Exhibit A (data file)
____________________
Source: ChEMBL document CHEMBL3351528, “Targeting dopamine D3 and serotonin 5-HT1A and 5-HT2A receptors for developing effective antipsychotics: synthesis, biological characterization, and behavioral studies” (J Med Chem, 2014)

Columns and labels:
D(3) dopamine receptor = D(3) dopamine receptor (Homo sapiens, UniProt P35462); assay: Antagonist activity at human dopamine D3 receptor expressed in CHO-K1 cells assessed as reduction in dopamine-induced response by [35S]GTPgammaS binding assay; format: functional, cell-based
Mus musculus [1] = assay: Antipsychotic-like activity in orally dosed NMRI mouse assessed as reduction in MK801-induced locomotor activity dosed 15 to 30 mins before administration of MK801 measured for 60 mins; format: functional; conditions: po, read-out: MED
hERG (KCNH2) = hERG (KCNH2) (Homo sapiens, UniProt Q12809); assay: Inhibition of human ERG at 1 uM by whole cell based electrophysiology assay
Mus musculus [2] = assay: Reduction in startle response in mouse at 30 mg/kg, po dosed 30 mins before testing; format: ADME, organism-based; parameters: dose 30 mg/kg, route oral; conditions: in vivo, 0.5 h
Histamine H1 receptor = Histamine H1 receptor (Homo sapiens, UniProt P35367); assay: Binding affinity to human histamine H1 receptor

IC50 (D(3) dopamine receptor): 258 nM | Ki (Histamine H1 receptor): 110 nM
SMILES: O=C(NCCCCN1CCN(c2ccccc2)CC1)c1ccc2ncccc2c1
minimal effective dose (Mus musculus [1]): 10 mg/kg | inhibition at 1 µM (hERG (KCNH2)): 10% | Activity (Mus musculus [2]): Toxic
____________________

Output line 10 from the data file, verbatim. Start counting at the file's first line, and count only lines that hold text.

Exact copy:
minimal effective dose (Mus musculus [1]): 10 mg/kg | inhibition at 1 µM (hERG (KCNH2)): 10% | Activity (Mus musculus [2]): Toxic